Short of prescription sleeping pills — newer ones are generally considered by experts safer than drugs from earlier decades — many other products and services have been introduced to appeal to a nation in search of shut-eye.
Doctors continue to pioneer subniches in sleep research and often process their research into self-help sleep books. Hundreds of sleep treatment clinics exist across the United States.
In response to surveys indicating that half of business travelers complained that they did not get enough sleep on the road, the Crowne Plaza Hotels & Resorts chain introduced the "sleep advantage" program, putting cushier pillows and mattress tops on beds, designating some floors as quiet zones from Sunday through Thursday and even providing a "sleep CD" of soothing jazz and Bach in the player by the bed.
So I checked into the Crowne Plaza hotel in downtown Minneapolis, which the report ranked No. 1 for getting a good night's sleep. This is a city that takes its sleep seriously: in 1997 it pushed back high school starting times to 8:40 a.m. from 7:15, citing research that teenagers needed to sleep in to do well academically and stay healthy.
Last year Minnesota changed closing times for bars to 2 a.m. from 1 a.m., to little interest. "Only about 10 percent of the bars followed," said Jeremy Kummings, a manager at Murray's restaurant and cocktail lounge in Minneapolis. "Usually it'll be last call by midnight."
Maybe it was the first chill of winter on the hotel window, but I wasn't thinking of anything so much as the word "hibernation" in my night there. I slept well in part because I felt secure and enveloped in those silky white sheets. Then again, I felt wonderfully secure and enveloped when I wandered outside, too.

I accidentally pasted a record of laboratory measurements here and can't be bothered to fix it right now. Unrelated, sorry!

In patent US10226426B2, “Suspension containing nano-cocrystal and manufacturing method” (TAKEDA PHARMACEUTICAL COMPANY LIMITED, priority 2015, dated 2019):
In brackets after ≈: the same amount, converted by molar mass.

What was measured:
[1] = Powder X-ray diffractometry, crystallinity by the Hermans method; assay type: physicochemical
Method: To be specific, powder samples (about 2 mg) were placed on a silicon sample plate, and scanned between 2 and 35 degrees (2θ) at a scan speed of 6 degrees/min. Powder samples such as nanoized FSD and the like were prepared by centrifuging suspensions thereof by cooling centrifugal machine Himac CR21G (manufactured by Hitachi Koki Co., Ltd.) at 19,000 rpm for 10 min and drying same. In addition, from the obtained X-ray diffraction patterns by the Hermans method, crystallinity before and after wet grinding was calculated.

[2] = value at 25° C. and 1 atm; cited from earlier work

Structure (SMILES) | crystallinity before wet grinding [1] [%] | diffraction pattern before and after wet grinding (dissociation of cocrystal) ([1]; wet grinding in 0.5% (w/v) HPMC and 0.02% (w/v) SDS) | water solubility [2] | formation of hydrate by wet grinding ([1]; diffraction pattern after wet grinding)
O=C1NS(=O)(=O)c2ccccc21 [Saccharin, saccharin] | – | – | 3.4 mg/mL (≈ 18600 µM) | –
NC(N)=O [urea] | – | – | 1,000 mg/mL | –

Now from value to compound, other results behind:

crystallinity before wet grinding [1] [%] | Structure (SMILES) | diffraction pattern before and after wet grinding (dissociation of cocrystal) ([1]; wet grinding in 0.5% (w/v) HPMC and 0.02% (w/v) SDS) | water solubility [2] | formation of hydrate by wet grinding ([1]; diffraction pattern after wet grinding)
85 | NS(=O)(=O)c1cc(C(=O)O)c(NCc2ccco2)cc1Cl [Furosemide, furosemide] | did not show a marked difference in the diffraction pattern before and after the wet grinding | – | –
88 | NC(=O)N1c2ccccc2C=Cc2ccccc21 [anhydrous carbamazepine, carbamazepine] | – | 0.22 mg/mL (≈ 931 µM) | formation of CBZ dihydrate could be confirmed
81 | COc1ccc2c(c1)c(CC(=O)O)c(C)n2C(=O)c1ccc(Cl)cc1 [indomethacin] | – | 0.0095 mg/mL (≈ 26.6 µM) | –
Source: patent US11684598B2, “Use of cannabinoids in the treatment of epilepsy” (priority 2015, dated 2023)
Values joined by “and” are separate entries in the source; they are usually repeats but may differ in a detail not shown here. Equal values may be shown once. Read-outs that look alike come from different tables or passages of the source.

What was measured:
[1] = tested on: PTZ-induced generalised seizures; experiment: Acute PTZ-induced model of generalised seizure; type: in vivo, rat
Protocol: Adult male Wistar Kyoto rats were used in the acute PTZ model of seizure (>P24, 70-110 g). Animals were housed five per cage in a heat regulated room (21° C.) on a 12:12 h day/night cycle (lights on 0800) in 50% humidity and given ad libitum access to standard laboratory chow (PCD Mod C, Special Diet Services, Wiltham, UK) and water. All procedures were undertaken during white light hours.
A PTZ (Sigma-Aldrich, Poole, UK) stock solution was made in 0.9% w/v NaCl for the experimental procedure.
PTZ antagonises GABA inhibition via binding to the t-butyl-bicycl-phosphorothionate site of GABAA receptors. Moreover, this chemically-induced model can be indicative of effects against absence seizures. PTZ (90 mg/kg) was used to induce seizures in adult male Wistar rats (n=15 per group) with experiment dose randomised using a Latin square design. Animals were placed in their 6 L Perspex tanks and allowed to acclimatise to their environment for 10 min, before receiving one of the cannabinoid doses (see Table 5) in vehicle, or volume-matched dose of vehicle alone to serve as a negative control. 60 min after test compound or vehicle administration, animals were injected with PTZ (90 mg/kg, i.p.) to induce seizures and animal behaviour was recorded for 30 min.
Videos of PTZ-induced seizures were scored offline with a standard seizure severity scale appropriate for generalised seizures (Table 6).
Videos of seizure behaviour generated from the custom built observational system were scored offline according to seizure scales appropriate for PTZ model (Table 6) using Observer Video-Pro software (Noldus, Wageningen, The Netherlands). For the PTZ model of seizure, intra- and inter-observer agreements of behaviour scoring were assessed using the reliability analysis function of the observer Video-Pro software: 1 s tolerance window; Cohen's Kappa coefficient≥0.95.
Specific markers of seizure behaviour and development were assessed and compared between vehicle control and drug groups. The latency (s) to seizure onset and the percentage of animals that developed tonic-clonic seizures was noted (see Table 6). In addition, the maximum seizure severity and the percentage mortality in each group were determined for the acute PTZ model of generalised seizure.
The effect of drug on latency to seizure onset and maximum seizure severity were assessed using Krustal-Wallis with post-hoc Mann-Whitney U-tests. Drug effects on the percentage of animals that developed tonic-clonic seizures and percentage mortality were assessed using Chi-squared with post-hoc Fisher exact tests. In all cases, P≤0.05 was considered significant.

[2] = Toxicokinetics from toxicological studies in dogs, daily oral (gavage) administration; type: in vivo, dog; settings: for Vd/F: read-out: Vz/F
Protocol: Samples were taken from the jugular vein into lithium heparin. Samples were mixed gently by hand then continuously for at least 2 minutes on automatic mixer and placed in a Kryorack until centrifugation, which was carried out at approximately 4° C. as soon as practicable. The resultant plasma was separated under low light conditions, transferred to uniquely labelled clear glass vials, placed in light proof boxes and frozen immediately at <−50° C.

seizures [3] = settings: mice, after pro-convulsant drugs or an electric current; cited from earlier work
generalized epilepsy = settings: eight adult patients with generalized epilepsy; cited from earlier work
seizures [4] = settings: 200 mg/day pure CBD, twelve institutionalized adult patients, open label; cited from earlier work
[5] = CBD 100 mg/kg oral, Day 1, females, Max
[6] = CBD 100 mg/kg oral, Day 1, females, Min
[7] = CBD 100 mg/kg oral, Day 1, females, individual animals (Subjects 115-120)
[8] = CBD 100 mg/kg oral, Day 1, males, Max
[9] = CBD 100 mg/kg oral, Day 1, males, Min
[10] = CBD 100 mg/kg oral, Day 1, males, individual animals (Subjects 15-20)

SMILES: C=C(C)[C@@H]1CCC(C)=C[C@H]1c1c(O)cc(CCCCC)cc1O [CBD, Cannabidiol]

That's the odd thing about Minneapolis: it's entirely possible to live life at a perfect 72 degrees, an oasis in snowdrift country. Yes, the natives are quick to point out that they are an "outdoors" people — Patagonia jackets are everywhere — but they are smart enough to keep the outdoors out when it doesn't suit them. Much of downtown is connected by its network of glassy skyways linking office buildings. It's a human Habitrail, a city reimagined as a cocoon from the elements.
"Minneapolis is renowned for having a balanced lifestyle: people are into exercise and nutrition here," said Bill McLaughlin, president and chief executive of Select Comfort, a Minneapolis company that makes the Sleep Number bed, whose firmness is adjustable at a button's touch.
And that — balance — appears to be the secret ingredient behind the happiness behind good sleep. "People in Minneapolis have a very good sense of who they are," Mr. Sperling said. "They aren't subject to vast booms or busts — maybe by being isolated from either coast and the frenzy that goes on there — the winds of change. They have a sense of taking care of their own business and people."
The whole idea is to find the porridge that's just right.
Dr. Mark Mahowald, medical director of the Minnesota Regional Sleep Disorders Center in Minneapolis, concurred. "Generally, if you're feeling pleasant and satisfied you're going to sleep better, and Minneapolis is a pretty stress-free city," he said. "I don't know what that says about Detroit," he added with a chuckle. "But I'd rather sleep in Minneapolis."